Ron Paul thinks an ebola travel ban is "politically motivated" and serves no "medical purposes," adding that the flu kills thousands of folks every year and no one puts a travel ban on that. Naturally his more politically adept/spiritually corrupt son, Sen. Rand Paul, disagrees, suggesting a travel ban might prevent you from getting ebola ebola at a cocktail party. But the headline gives you the impression they were going at each other, when they spoke on two different networks. And they've disagreed in public before, perhaps most significantly about the so-called "Ground Zero Mosque," and Paul the Better said then that Paul the Lesser was "his own man," which is inaccurate -- Rand Paul is the U.S. Chamber of Commerce's man and the coal corporations' man, at the very least.
You know how Republicans always say they want lower taxes because of the "burden" on small businesses? Well, Small Business Majority CEO John Arensmeyer writes about how big corporate "inversions" actually hurt small businesses. "This practice leaves consumers and small businesses holding the bag when it comes to bolstering the nation’s tax base, and gives big companies an unfair advantage over small business owners who must pay full freight because corporations can then use the savings to undercut them on costs," he says. It's about time someone outside of the traditional American good-government organizations put it like that.
Hackers get into business phone systems and run up absurdly high phone bills by repeatedly calling premium-rate phone numbers like 1-900 numbers -- kicking back a piece to the 1-900 numbers, of course. And sometimes the hacked businesses have to pay, because no law compels telecoms to make their customers whole in case of fraud (as credit card corporations have to do), and naturally that burden is greater for small businesses, as larger corporations can weather the hit better. You'd think at least one of those Republicans who love small businesses could maybe fix this with legislation, but I guess they're too busy trying to kill Medicare.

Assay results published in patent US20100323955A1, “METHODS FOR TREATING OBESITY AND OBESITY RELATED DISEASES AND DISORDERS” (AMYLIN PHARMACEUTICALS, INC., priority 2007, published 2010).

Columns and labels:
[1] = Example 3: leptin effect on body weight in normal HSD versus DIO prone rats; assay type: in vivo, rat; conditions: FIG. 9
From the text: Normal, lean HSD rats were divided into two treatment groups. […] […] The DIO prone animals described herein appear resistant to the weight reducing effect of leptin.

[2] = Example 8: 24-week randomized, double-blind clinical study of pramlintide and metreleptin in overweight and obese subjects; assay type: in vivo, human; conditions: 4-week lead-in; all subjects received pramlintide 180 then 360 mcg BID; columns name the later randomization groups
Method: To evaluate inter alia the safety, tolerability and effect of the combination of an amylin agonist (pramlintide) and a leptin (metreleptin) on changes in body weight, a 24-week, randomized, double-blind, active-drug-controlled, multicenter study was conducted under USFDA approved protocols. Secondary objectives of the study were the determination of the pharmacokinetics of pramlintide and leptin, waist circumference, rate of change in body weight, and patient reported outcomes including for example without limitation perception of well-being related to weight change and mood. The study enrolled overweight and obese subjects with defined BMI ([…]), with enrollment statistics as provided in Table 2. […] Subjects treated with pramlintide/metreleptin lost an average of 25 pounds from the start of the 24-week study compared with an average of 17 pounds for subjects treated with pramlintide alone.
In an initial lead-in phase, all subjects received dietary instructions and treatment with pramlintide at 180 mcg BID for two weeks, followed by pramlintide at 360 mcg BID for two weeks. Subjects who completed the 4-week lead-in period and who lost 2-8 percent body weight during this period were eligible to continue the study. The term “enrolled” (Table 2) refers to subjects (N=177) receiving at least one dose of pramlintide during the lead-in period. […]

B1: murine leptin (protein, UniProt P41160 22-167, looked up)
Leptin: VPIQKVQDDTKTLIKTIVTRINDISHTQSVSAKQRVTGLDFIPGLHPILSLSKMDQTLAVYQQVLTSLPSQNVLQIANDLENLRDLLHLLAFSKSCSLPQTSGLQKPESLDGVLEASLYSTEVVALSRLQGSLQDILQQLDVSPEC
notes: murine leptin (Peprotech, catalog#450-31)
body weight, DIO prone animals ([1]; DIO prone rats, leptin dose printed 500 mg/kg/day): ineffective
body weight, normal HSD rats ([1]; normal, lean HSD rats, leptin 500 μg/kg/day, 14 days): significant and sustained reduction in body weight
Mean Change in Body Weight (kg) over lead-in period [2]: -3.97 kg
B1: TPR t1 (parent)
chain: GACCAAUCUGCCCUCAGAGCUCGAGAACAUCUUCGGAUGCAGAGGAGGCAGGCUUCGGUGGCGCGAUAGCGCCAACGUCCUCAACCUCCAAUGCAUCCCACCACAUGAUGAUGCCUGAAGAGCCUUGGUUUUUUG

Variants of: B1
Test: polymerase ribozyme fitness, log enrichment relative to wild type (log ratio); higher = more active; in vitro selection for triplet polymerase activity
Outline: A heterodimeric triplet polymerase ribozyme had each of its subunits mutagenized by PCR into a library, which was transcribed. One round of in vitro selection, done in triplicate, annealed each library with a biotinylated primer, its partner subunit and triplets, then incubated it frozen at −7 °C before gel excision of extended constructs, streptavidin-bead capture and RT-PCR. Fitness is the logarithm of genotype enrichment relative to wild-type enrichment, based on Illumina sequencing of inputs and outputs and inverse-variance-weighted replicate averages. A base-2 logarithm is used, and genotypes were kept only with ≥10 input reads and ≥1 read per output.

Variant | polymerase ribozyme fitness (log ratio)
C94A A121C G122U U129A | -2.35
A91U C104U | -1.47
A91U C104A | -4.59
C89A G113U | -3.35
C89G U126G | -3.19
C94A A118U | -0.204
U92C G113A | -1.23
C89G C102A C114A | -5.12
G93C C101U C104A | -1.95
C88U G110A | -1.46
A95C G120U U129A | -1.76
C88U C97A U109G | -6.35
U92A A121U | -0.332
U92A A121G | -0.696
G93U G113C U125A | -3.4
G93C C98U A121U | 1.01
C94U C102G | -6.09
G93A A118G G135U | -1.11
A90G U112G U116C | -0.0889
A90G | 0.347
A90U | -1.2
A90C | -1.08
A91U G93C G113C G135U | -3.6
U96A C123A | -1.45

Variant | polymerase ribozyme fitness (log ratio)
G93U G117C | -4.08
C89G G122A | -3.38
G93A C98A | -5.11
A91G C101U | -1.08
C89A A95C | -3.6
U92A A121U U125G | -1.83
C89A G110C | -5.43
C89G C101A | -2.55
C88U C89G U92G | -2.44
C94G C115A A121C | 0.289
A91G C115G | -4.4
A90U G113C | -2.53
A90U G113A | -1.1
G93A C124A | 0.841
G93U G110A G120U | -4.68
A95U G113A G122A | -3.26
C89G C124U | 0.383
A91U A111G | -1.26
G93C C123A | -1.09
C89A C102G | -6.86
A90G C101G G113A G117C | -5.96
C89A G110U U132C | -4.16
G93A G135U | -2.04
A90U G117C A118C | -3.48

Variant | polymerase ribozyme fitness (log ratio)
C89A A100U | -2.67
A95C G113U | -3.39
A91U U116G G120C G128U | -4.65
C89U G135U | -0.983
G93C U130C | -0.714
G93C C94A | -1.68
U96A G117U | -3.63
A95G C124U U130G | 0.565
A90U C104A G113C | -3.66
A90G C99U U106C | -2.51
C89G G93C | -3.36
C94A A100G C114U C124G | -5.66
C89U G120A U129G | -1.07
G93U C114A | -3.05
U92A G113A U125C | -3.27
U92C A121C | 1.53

Ho hum, the Brownback "experiment" in Kansas has also resulted in the more mundane kind of political corruption, as the corporation awarded Kansas's now-privatized child support service -- that is, the service that ensures that deadbeat parents pay what they owe to their kids -- not only donated to the Brownback campaign but retained a lobbyist to ensure that it could meet with the Governor. And then, after awarding the contract to YoungWilliams, Gov. Brownback hired a YoungWilliams employee to run the state's child support service enforcement arm! Because that ensures objectivity! As we speak, polls show Kansas Republicans coming back to Mr. Brownback; perhaps this development will clarify their thinking.
Finally, Mary Hansen at Yes! magazine suggests a way to both overcome climate change and wean communities off fossil-fuel corporations at the same time. We learn that the Navajo in Arizona managed to kick Peabody Coal off their land in 2005, after Peabody had essentially depleted the region's aquifer over the decades to provide power for Phoenix and Tucson -- but now the Navajo face higher levels of joblessness, since Peabody had employed 300 of their number, and the coal corporation has left their land unusable for farming. Hence the Black Mesa Water Coalition plans to start a Navajo-owned solar power co-op on that land. I wish them the best, and not just because our survival may depend on projects like these.